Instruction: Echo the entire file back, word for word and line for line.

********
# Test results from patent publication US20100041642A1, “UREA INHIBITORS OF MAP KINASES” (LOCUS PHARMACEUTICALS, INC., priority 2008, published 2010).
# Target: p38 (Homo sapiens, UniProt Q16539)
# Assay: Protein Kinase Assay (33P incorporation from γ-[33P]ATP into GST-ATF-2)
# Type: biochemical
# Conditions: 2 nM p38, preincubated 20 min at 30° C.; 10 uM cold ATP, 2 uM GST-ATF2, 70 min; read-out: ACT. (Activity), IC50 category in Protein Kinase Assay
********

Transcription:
# Test results from patent publication US20100041642A1, “UREA INHIBITORS OF MAP KINASES” (LOCUS PHARMACEUTICALS, INC., priority 2008, published 2010).
# Target: p38 (Homo sapiens, UniProt Q16539)
# Assay: Protein Kinase Assay (33P incorporation from γ-[33P]ATP into GST-ATF-2)
# Type: biochemical
# Conditions: 2 nM p38, preincubated 20 min at 30° C.; 10 uM cold ATP, 2 uM GST-ATF2, 70 min; read-out: ACT. (Activity), IC50 category in Protein Kinase Assay